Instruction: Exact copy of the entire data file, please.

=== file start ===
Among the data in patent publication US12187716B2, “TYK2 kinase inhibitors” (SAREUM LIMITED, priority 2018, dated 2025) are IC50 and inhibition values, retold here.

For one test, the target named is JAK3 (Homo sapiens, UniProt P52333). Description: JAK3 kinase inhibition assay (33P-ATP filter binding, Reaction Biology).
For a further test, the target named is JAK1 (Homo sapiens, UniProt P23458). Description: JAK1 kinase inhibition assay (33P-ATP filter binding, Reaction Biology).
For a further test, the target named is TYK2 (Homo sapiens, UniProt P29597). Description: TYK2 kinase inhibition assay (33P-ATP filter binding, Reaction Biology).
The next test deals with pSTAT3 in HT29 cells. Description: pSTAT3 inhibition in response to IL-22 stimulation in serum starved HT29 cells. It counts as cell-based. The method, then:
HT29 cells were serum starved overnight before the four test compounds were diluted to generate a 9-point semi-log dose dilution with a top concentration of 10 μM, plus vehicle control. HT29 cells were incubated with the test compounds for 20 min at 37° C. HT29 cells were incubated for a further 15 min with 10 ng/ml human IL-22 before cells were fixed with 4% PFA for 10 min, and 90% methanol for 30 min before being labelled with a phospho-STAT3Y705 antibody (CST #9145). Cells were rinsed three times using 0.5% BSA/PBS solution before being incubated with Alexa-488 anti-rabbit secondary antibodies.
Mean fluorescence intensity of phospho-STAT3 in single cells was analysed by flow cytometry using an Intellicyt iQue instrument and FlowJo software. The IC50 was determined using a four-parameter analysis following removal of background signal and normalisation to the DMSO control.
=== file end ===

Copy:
Among the data in patent publication US12187716B2, “TYK2 kinase inhibitors” (SAREUM LIMITED, priority 2018, dated 2025) are IC50 and inhibition values, retold here.

For one test, the target named is JAK3 (Homo sapiens, UniProt P52333). Description: JAK3 kinase inhibition assay (33P-ATP filter binding, Reaction Biology).
For a further test, the target named is JAK1 (Homo sapiens, UniProt P23458). Description: JAK1 kinase inhibition assay (33P-ATP filter binding, Reaction Biology).
For a further test, the target named is TYK2 (Homo sapiens, UniProt P29597). Description: TYK2 kinase inhibition assay (33P-ATP filter binding, Reaction Biology).
The next test deals with pSTAT3 in HT29 cells. Description: pSTAT3 inhibition in response to IL-22 stimulation in serum starved HT29 cells. It counts as cell-based. The method, then:
HT29 cells were serum starved overnight before the four test compounds were diluted to generate a 9-point semi-log dose dilution with a top concentration of 10 μM, plus vehicle control. HT29 cells were incubated with the test compounds for 20 min at 37° C. HT29 cells were incubated for a further 15 min with 10 ng/ml human IL-22 before cells were fixed with 4% PFA for 10 min, and 90% methanol for 30 min before being labelled with a phospho-STAT3Y705 antibody (CST #9145). Cells were rinsed three times using 0.5% BSA/PBS solution before being incubated with Alexa-488 anti-rabbit secondary antibodies.
Mean fluorescence intensity of phospho-STAT3 in single cells was analysed by flow cytometry using an Intellicyt iQue instrument and FlowJo software. The IC50 was determined using a four-parameter analysis following removal of background signal and normalisation to the DMSO control.